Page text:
Sega Master System BASIC with keyboard and FM sound expansion
I first acquired a Sega Master System in 1992. Before then I only had Sinclair ZX Spectrums, and since then I have acquired many other machines. Ever since I first got the Master System I have wanted to program it, and so in 2013 I built a keyboard interface to connect a Sega SC-3000H keyboard to the Master System. This interface is the same one used in the Japanese SK-1100 keyboard for the Sega SG-1000 Mark II and Mark III consoles, and it works with Sega BASIC Level II and Level III for those machines, but these were never sold in Europe.
Furthermore, I also wanted to implement a stereo Yamaha YM2413 OPLL FM sound expansion on the same interface. In Japan an FM sound unit could be bought for the Sega Mark III, but it occupied the same expansion port connector as the SK-1100 keyboard so you couldn't have both interfaces connected at once. The Japanese Sega Master System has the FM sound included on the main circuit board, but it lacks that expansion connector altogether so you can't use the SK-1100 keyboard with it.
Since the keyboard interface chip and the FM sound chip occupy different I/O locations there was no technical reason why you couldn't have both on the same expansion, and indeed write to the FM chip from BASIC Level III, and so I set out to build such a device. This video shows the finished prototype. The main purpose of this video is to demonstrate that it is the Master System running BASIC, by switching into the Master System's native screen mode (VDP mode 4) and demonstrating the colours.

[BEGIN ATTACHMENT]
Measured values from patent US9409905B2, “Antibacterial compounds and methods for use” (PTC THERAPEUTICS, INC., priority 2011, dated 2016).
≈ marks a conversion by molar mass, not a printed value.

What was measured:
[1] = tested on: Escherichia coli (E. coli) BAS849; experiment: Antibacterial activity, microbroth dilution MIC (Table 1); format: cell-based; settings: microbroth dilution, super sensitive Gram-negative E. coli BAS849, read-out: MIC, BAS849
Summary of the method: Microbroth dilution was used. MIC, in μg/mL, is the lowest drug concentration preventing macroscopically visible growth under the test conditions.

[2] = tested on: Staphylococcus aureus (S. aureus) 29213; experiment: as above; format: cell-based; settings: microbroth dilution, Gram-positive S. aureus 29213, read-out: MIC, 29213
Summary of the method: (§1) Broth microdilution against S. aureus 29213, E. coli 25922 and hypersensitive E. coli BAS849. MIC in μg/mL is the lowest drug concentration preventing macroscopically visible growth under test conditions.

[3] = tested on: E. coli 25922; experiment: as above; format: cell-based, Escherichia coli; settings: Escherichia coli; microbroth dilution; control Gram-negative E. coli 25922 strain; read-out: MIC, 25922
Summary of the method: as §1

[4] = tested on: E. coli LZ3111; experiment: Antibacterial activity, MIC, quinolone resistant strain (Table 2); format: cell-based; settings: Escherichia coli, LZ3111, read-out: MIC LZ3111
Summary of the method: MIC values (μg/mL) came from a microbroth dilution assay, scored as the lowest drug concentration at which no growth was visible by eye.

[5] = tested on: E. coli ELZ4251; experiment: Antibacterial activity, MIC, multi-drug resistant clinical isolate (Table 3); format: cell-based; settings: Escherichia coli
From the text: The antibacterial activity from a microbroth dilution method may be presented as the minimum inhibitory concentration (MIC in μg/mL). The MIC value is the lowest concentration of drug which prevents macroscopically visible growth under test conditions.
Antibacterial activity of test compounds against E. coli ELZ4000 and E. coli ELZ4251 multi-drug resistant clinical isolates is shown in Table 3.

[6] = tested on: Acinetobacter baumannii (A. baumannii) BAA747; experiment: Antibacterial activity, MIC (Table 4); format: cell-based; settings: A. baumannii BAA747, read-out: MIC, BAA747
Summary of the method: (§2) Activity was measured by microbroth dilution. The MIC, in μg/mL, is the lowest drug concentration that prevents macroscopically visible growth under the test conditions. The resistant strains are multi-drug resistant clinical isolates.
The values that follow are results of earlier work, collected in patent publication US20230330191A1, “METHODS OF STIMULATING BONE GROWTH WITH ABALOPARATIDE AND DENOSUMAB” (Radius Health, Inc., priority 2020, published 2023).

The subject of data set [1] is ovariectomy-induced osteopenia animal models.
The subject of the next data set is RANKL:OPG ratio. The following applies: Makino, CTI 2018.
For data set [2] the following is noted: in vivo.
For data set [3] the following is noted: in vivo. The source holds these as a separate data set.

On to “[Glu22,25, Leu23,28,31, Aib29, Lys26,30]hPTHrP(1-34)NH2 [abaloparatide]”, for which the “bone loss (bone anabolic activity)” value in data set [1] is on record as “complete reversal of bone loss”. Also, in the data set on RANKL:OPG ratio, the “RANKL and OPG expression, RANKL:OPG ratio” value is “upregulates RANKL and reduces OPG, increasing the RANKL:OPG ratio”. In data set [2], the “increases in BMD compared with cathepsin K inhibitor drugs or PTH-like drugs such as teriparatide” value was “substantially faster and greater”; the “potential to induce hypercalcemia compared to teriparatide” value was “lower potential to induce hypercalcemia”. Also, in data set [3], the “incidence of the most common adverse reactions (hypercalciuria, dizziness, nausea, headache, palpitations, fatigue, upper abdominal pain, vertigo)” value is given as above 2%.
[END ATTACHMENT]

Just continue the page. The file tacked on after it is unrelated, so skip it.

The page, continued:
There is a thread at SMS Power! discussing this project.
I also made this video to show the Master System writing to the FM sound chip in BASIC. The program writes a series of notes to the FM sound chip, using the built-in sounds of the Yamaha YM2413 OPLL sound chip. It is playing several voices at once, with a bit of detune between each one to create a chorus effect.
Before I had the keyboard interface working, I made this video to show the FM sound interface running a Master System game. Many European Master System games contain sound code for both FM and the usual 3 channel square wave chip, and if the game detects an FM interface it will use that instead of the usual sound chip. No FM sound interfaces were sold in Europe, but the code is in many games which were developed in Japan, and also in a few which were developed in the US before it became clear that Sega would not be releasing the FM sound interface in the US. This video shows the game Casino Games.
To document the patching of Sega BASIC Level III to get it to run on the European Master System, I wrote a series of blog posts. These are included here for technical information.
BASIC on the Sega Master System
I decided to do some hacking on the Sega Master System, to see if I could get it running BASIC. It has long been a dream of mine to program the Master System. When I first got my Master System in 1992, I saw it as an upgrade on the ZX Spectrum I previously used, the kind of upgrade on the graphics I had wanted since the Spectrum 128K came out in 1986. I didn't know anything about the differences between the two machines back then, about sprite graphics, hardware scrolling, tile mode versus bitmap mode graphics, but the Master System taught me about those.
In principle it should be very simple running BASIC on the Master System. The Master System is backwards compatible with an earlier console called the SG-1000 and a home computer called the SC-3000. Versions of BASIC exist for both the SG-1000 with SK-1100 keyboard attachment and the SC-3000.
However, the Master System I have is a UK PAL version, referred to by Sega in their documentation as an Export version, and that has a completely different cartridge slot from the Japanese models. Furthermore, the BIOS in export Master Systems checks for the presence of a ROM header in the last 16 bytes of a cartridge, checks that the ROM is intended for export Master Systems and performs a checksum on the ROM. Domestic (i.e. Japanese) Master System cartridges and all SG-1000 and SC-3000 cartridges (whether domestic or export) do not contain this header.